To the Editor:--The introduction of peripheral nerve stimulators (PNS) in the practice of regional anesthesia has resulted in a debate over whether there are any advantages to their use over the paresthesia technique. One obvious advantage is that PNS cause minimal discomfort to patients, because the low stimulating currents used (0.1–2.0 mA) readily stimulate the larger A-alpha motor fibers more than C pain fibers. [1]This is in contrast to paresthesia technique, which by its nature will cause varying degrees of discomfort. A second advantage of PNS is that patient cooperation is not needed during the procedure, so a block can be performed in an anesthetized patient. The incidence of nerve damage may be decreased compared with paresthesia technique. [3–8]The success rate with use of PNS is equal to or greater than that from eliciting paresthesias. [9].

Besides the initial cost of the stimulator and the continued expense of the insulated needles, a frequently cited disadvantage associated with the use of the nerve stimulator is a need for additional personnel. [10]This is because PNS usually require frequent changes in the intensity of the stimulating current during needle advancement toward the nerve. Because most anesthesiologists prefer to use sterile technique while performing a nerve block, the use of PNS is generally thought to require an extra person for manipulation of the output current. [10,11]Whereas in a teaching institution this is usually not an important issue, in a busy private practice it may present a significant disadvantage, because most anesthetic practices do not have the luxury of involving an additional person in performing regional blockade.

With this in mind, we invented a device with a foot pedal to control the current applied during the performance of the regional nerve blockade.* The invention is a combination of the Dual Stim Plus nerve stimulator (model NS-2CA, Life-Tech, Houston, TX) and a modified KORG two-channel volume pedal (model KVP-001;Figure 1). These two devices were connected and tuned electronically to result in smooth and precise current control by pressing on the foot pedal. The new unit controls the output current in an infinite number of ranges when the foot controller is used (i.e., 0–0.5 mA, 0–1.5 mA), which allows for more precise current delivery. When connected to a standard dummy load of 2 kiloOhms and tested on the Sony Tektronix 314 oscilloscope (Tektronix, Beverdon, OR), the electrical characteristics of the device were essentially identical to those of the original PNS. The invention has been approved for use on patients by our Biomedical Department at St. Luke's-Roosevelt Hospital Center (#S0012871) and has been used successfully in our clinical practice. Because the foot controller is detachable, the same unit can be used with or without foot attachment.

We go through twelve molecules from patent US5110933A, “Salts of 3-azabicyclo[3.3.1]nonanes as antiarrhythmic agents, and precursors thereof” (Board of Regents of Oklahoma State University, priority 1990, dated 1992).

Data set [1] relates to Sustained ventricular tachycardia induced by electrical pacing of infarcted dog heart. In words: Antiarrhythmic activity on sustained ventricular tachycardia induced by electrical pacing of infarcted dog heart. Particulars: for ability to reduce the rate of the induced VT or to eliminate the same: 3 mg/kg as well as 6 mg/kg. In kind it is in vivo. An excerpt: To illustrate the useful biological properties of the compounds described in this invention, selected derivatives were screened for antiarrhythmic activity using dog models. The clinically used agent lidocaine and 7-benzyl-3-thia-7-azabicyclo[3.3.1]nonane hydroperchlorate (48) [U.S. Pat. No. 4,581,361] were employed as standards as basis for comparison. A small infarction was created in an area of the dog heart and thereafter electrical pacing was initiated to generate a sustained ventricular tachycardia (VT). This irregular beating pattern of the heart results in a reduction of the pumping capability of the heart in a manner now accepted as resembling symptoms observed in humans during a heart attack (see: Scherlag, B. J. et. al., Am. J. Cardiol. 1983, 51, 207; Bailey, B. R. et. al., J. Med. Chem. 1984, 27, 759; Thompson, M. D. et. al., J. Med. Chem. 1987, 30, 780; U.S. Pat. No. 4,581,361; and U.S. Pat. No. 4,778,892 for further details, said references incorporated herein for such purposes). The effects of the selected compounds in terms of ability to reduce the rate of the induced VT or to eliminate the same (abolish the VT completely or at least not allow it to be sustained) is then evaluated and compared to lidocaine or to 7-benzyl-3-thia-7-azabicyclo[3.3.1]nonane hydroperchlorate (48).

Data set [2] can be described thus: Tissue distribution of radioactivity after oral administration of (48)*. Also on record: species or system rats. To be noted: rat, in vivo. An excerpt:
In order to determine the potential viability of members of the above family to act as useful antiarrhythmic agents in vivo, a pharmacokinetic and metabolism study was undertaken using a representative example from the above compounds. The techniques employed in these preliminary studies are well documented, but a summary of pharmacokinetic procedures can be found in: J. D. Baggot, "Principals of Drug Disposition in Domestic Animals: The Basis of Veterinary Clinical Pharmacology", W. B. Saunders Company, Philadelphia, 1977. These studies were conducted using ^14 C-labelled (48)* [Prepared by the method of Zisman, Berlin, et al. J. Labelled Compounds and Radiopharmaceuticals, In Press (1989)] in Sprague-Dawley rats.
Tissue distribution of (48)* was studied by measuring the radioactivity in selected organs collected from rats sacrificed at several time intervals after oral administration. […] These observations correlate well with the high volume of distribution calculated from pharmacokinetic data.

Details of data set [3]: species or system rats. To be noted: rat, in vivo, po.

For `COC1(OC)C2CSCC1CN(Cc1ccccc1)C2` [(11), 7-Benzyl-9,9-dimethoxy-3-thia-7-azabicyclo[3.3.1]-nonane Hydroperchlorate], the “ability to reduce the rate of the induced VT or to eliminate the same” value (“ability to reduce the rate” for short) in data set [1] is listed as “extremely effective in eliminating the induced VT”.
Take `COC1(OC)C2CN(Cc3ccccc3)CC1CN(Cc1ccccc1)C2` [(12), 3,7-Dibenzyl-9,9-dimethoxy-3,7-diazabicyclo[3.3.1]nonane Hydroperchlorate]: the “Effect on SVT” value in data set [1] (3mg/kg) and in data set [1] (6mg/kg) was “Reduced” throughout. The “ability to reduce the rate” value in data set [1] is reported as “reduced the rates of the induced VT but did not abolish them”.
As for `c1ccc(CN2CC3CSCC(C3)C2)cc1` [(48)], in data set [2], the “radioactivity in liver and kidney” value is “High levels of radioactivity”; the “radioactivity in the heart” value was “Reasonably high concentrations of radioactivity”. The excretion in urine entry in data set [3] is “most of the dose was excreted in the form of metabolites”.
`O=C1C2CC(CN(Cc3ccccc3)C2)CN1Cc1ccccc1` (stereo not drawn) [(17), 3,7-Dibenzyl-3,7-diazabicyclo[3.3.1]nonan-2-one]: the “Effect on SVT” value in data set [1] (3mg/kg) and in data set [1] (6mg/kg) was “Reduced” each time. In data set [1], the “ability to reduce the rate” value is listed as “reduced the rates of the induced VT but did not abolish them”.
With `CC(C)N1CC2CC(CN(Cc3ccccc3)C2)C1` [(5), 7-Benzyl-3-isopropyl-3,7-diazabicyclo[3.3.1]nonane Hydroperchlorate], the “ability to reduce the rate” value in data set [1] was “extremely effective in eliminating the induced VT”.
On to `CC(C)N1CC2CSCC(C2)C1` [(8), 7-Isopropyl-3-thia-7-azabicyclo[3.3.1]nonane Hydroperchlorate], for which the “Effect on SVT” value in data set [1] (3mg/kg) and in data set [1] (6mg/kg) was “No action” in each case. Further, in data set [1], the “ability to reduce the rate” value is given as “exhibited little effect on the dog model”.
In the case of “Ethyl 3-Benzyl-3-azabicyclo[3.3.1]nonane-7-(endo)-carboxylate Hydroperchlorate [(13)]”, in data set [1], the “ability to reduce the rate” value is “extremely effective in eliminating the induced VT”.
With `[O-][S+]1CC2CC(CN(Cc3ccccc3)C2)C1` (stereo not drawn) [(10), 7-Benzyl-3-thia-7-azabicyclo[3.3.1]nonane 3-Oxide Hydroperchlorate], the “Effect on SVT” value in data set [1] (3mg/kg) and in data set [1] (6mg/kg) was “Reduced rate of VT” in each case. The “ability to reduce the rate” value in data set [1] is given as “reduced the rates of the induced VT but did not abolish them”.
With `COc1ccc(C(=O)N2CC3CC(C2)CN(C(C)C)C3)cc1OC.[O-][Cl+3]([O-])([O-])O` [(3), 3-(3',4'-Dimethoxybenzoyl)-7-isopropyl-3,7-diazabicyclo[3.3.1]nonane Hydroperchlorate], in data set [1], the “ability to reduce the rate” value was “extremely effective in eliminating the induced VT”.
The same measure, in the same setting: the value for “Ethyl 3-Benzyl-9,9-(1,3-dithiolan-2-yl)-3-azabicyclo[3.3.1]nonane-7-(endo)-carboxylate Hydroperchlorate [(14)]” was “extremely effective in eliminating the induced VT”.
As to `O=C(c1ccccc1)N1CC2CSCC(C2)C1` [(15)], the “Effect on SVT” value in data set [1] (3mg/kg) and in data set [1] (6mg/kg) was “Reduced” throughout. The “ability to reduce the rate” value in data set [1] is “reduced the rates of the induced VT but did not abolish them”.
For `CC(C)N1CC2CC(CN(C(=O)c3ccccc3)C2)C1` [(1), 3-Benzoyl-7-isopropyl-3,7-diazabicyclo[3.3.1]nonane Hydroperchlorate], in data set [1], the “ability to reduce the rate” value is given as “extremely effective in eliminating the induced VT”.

Figure 1. (1) Peripheral nerve stimulator;(2) foot unit for control of the intensity of the stimulating current;(3) cable for electrical connection of the foot unit and the peripheral nerve stimulator.

Figure 1. (1) Peripheral nerve stimulator;(2) foot unit for control of the intensity of the stimulating current;(3) cable for electrical connection of the foot unit and the peripheral nerve stimulator.

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Admir Hadzic, M.D., Jerry D. Vloka, M.D., St. Luke's-Roosevelt Hospital Center, Department of Anesthesiology, 1111 Amsterdam Avenue at 114th Street, New York, New York 10025.

*Peripheral Nerve Stimulation Device for Unassisted Nerve Blockade (US patent Application serial No. 08/419,419). St. Luke's-Roosevelt Hospital Center is the owner of proprietary rights in the device. If those rights are licensed, Dr. A. Hadzic and Dr. J. Vloka, as co-inventors, may receive a share of the net profits, if any, on royalties paid to the Hospital Center.

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